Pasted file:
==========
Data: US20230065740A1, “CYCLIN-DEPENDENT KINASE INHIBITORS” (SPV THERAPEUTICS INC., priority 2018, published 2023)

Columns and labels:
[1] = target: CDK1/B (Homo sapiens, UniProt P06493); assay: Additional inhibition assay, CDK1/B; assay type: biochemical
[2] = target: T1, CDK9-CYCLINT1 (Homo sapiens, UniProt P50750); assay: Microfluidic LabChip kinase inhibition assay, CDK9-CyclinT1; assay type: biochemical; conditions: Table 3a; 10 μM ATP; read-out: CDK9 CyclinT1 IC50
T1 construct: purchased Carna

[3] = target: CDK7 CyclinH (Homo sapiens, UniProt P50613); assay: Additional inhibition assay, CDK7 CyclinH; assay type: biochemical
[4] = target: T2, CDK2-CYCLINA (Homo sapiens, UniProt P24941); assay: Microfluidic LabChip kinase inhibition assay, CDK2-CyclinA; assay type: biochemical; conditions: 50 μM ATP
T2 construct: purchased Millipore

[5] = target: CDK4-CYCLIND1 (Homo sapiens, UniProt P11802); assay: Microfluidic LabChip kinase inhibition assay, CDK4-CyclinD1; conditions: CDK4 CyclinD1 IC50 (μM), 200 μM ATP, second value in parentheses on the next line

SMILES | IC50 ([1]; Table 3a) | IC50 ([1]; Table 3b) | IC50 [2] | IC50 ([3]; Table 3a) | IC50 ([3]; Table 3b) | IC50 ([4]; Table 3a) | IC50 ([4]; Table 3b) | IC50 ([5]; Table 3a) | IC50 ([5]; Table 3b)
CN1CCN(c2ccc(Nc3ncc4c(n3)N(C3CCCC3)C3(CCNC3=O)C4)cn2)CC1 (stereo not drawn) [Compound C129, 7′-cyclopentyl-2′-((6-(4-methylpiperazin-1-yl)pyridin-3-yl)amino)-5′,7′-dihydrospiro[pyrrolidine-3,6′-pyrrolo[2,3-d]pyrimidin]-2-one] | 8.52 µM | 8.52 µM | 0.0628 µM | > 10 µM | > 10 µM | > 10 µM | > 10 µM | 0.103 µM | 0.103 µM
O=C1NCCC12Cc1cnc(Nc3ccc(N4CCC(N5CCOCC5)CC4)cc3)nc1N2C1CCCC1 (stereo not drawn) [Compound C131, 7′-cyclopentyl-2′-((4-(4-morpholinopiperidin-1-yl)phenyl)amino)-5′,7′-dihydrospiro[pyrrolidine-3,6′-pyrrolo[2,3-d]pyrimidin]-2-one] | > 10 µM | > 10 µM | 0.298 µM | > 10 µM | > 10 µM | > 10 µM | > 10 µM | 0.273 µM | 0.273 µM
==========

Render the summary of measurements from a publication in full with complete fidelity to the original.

Data: US20230065740A1, “CYCLIN-DEPENDENT KINASE INHIBITORS” (SPV THERAPEUTICS INC., priority 2018, published 2023)

Columns and labels:
[1] = target: CDK1/B (Homo sapiens, UniProt P06493); assay: Additional inhibition assay, CDK1/B; assay type: biochemical
[2] = target: T1, CDK9-CYCLINT1 (Homo sapiens, UniProt P50750); assay: Microfluidic LabChip kinase inhibition assay, CDK9-CyclinT1; assay type: biochemical; conditions: Table 3a; 10 μM ATP; read-out: CDK9 CyclinT1 IC50
T1 construct: purchased Carna

[3] = target: CDK7 CyclinH (Homo sapiens, UniProt P50613); assay: Additional inhibition assay, CDK7 CyclinH; assay type: biochemical
[4] = target: T2, CDK2-CYCLINA (Homo sapiens, UniProt P24941); assay: Microfluidic LabChip kinase inhibition assay, CDK2-CyclinA; assay type: biochemical; conditions: 50 μM ATP
T2 construct: purchased Millipore

[5] = target: CDK4-CYCLIND1 (Homo sapiens, UniProt P11802); assay: Microfluidic LabChip kinase inhibition assay, CDK4-CyclinD1; conditions: CDK4 CyclinD1 IC50 (μM), 200 μM ATP, second value in parentheses on the next line

SMILES | IC50 ([1]; Table 3a) | IC50 ([1]; Table 3b) | IC50 [2] | IC50 ([3]; Table 3a) | IC50 ([3]; Table 3b) | IC50 ([4]; Table 3a) | IC50 ([4]; Table 3b) | IC50 ([5]; Table 3a) | IC50 ([5]; Table 3b)
CN1CCN(c2ccc(Nc3ncc4c(n3)N(C3CCCC3)C3(CCNC3=O)C4)cn2)CC1 (stereo not drawn) [Compound C129, 7′-cyclopentyl-2′-((6-(4-methylpiperazin-1-yl)pyridin-3-yl)amino)-5′,7′-dihydrospiro[pyrrolidine-3,6′-pyrrolo[2,3-d]pyrimidin]-2-one] | 8.52 µM | 8.52 µM | 0.0628 µM | > 10 µM | > 10 µM | > 10 µM | > 10 µM | 0.103 µM | 0.103 µM
O=C1NCCC12Cc1cnc(Nc3ccc(N4CCC(N5CCOCC5)CC4)cc3)nc1N2C1CCCC1 (stereo not drawn) [Compound C131, 7′-cyclopentyl-2′-((4-(4-morpholinopiperidin-1-yl)phenyl)amino)-5′,7′-dihydrospiro[pyrrolidine-3,6′-pyrrolo[2,3-d]pyrimidin]-2-one] | > 10 µM | > 10 µM | 0.298 µM | > 10 µM | > 10 µM | > 10 µM | > 10 µM | 0.273 µM | 0.273 µM